Islamic political party, Hizb ut-Tahrir have said that Tuesday’s announcement by David Cameron’s Extremism Task Force, bears all the hallmarks of a government “using an emotive killing in trying to implement long sought after policies that aim to restrain dissenting voices and clamp down on normative Islamic beliefs”.
The group made the following points:
1. The proposals are a rehash of former discredited or failed policies.
Reading the policies proposed today, it is as if the government said ‘here’s something we prepared earlier!’ It is worth remembering that similar proposals were leaked in 2009, when it was argued that they would alienate most Muslims.
The Channel project and Prevent strategy have been discredited due to their oppressive nature, which made it unworkable for most practitioners. Yet the government has decided to formalise these draconian policies by making them statutory.
Proposals to oversee madrasahs (supplementary schools) and using the Charities Commission to police mosques have all been proposed in the past.
2. These proposals are once again using an emotive event to “westernise” Islam and silence Muslim voices
In the aftermath of Woolwich, we argued that the killing would be “used to try to silence critics of UK foreign policy and label religious Muslims as extreme” – trying to further the narrative that British government foreign policy is not the cause of terror, by deflecting the blame onto Muslims who have a grievance against foreign policy or who adhere to certain Islamic values. That is exactly what yesterday’s announcement does.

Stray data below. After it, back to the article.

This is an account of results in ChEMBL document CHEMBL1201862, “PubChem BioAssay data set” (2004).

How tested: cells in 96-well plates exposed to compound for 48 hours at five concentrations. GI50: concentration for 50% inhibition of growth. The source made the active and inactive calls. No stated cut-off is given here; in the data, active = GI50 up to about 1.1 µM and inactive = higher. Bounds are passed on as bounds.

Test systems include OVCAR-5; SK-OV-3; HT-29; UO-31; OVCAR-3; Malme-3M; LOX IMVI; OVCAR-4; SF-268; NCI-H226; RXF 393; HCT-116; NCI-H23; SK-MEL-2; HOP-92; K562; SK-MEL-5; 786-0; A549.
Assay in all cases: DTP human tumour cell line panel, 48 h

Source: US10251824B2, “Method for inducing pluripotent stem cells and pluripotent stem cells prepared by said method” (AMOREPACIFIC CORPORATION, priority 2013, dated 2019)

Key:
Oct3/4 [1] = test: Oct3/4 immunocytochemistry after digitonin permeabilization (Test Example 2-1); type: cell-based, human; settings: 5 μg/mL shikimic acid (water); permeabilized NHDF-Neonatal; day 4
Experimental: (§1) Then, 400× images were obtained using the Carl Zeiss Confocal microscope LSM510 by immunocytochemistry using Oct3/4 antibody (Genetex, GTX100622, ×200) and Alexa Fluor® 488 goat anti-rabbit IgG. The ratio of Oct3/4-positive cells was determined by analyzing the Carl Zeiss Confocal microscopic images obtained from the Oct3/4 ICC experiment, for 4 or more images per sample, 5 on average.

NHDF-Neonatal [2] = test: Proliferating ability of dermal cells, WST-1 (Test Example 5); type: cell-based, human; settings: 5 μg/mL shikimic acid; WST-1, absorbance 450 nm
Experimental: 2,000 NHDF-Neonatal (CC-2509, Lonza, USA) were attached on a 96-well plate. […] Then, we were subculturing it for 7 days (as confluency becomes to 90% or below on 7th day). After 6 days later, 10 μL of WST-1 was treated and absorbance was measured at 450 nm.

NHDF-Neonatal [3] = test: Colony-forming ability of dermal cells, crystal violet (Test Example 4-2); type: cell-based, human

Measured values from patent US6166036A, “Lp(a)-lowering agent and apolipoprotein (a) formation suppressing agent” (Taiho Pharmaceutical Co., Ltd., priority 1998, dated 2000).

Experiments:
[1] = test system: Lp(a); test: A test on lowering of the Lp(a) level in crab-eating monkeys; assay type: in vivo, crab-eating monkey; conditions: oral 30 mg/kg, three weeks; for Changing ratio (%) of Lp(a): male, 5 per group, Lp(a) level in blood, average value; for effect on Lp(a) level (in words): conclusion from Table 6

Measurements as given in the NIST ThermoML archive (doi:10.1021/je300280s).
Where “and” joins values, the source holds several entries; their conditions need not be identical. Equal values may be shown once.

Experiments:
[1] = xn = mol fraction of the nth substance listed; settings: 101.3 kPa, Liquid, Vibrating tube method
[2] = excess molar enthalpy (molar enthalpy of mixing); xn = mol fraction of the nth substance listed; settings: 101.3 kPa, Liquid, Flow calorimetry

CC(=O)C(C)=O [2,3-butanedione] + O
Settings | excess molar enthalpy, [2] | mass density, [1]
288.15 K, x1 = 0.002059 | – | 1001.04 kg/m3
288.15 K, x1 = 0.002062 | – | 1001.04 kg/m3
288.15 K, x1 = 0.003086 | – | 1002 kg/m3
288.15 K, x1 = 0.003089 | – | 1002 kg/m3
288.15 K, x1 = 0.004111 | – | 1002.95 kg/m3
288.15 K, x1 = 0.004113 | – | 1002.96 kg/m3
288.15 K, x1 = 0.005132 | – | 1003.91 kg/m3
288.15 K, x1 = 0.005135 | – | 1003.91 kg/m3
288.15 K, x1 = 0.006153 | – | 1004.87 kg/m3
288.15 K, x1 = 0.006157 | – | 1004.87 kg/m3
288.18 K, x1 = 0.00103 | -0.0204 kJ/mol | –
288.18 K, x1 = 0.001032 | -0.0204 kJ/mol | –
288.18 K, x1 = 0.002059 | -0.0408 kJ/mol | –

By saying that “extremists deem Western intervention in Muslim-majority countries as a ‘war on Islam”, the security establishment is doing nothing more than clamping down on critics of foreign policy – in particular those who expose the labelling of rebels in Syria or Libya or politicians in Egypt as “extremists” because they are Islamic.
By demonising an Islamic state governed by Shariah as state law – they are demonising hundreds of millions of Muslims across the world.
Were it not so serious, it would be laughable to hear Muslims criticized for allegedly rejecting the rule of law, when Theresa May ignores her own Supreme Court by stripping Muslims of their citizenship and arbitrarily banning speakers from entering the UK.
3. Message to the Muslim community
Surely, the Muslim community cannot remain silent over what are orthodox aspects of Islam that the British government (particularly in a secular society where theoretically the state does not ‘do’ religion) has formally labelled as ‘extremist’?
When this report mentions that “We welcome the spontaneous and unequivocal condemnation from Muslim community organisations and other faith groups in response to the Woolwich attack” – shouldn’t those organisations now speak up and say “not in our name” to the rewriting of Islamic jurisprudence to exclude Ummah, Shariah, Khilafah, Hudood and Jihad?
4. Message to open-minded non-Muslims
Isn’t it obvious that proposals such as these will not remain limited to the Muslim community?
Anti-terror legislation from the year 2000 onwards which has routinely been used against innocent Muslims is now being used against journalists and even editors have been threatened with it over the Edward Snowden affair.
Do you really feel comfortable with a government Task Force – comprised of Cabinet Ministers, the heads of the Metropolitan Police and MI5 – rewriting religion in an oppressive manner for two million citizens?
Do you really think it is a sensible use of resources to expect schools, social workers, doctors, nurses and councils to implement Prevent and Channel?
Or are we likely to see children now viewed as ‘suspects’ by state institutions?
The Messenger of Allah (saw) said: “If you see my Ummah afraid of telling the oppressor: You are an oppressor, it is farewell to the Ummah.” (Ahmad, Tabarani, Al-Hakim and Al-Baihaqi)
We pray others do not remain silent over such proposals.